I live less than 30 minutes away from a perfectly good airport. However, when I travel I often drive to airports in neighboring states. Why? Because departing from an airport just two to three hours away from home can save me as much as $600 on an international flight and $300 on a domestic flight.
When researching flights online, I always mark the box that gives the option of checking multiple airports. Many major cities have more than one. For example, if you fly into or out of Chicago, you can choose between Midway and O’Hare.
As lovely and convenient as our Indianapolis airport is, I rarely fly out of it. I usually find better rates out of Cincinnati but research is key. Sometimes the Cincinnati rates are only about $50 cheaper than Indy, so I’ll pass on those. It’s not worth the cost of gas to drive two hours for that slight difference.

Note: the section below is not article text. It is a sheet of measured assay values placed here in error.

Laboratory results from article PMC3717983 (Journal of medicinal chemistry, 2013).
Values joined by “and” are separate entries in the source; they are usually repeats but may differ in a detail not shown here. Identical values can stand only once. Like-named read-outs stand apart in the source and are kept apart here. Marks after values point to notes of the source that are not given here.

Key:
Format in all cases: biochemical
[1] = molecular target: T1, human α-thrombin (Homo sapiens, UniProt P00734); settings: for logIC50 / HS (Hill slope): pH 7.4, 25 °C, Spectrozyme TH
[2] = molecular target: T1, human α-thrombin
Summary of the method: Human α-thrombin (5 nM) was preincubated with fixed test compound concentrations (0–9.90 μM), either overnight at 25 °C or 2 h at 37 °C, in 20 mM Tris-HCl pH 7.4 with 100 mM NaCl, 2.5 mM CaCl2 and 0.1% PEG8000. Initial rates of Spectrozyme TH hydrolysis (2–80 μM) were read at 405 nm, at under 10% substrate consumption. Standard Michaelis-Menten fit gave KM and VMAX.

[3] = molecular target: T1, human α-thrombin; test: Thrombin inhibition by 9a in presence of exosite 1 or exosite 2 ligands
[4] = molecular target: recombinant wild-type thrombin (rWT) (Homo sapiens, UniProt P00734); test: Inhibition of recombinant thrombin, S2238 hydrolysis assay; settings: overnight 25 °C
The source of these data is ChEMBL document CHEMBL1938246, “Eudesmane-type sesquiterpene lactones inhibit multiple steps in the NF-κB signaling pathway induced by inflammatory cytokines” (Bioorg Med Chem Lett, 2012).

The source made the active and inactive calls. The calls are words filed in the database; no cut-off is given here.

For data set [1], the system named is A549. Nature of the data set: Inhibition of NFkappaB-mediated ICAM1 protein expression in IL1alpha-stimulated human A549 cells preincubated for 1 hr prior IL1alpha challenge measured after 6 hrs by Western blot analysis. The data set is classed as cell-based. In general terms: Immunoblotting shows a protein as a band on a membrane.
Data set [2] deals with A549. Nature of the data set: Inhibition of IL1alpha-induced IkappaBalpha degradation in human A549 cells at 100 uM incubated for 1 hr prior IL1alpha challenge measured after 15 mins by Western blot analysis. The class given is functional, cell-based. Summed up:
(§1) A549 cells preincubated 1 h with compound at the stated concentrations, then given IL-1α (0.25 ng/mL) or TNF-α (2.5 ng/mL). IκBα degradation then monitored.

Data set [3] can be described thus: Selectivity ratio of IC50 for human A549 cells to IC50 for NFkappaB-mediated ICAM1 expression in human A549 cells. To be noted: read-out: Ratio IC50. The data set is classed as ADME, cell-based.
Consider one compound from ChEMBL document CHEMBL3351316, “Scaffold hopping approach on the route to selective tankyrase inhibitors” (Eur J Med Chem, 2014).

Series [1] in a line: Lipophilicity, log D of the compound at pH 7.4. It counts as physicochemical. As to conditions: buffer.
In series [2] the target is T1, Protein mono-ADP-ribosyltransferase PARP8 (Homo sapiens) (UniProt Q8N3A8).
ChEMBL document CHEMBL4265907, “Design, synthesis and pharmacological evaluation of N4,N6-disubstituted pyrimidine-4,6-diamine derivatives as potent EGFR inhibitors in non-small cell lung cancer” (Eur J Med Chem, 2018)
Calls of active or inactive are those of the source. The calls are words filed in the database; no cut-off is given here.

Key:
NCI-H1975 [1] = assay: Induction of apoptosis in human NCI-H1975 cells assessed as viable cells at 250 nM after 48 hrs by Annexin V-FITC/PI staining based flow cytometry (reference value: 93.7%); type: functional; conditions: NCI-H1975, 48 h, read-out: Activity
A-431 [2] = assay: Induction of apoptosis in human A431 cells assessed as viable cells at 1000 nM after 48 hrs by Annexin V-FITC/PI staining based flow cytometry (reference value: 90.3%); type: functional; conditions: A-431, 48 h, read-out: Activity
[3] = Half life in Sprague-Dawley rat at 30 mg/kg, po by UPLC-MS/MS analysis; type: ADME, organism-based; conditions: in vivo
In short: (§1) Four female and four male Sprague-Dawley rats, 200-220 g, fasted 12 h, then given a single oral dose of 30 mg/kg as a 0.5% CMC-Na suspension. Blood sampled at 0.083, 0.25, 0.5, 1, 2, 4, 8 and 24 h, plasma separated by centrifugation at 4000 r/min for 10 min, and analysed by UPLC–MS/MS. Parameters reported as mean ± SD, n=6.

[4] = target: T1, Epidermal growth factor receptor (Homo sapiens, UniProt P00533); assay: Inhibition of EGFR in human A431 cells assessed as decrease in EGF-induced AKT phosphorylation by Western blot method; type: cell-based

Airfare shouldn’t be the only consideration. Ground transportation can be a principal factor. If someone can drop you off at your home airport and you don’t have to pay for long-term parking, it might be better to do that than drive two hours and then pay for parking.
Convenience can be important, too. When flying to D.C. for a conference a few years ago, I had the choice of landing at Dulles or Reagan. The Dulles flights were cheaper but Reagan was closer to the conference. I could take the subway straight from Reagan to my hotel. That saved me both time and money after landing, so I was willing to pay a slightly higher airfare in that instance.
When you’re booking your flights, a little flexibility can save you a lot of money. Just be sure to weigh all the factors (length of drive, cost of gas, cost of parking and convenience) to make sure that the money you save on airfare is more than any additional costs you might incur on the ground.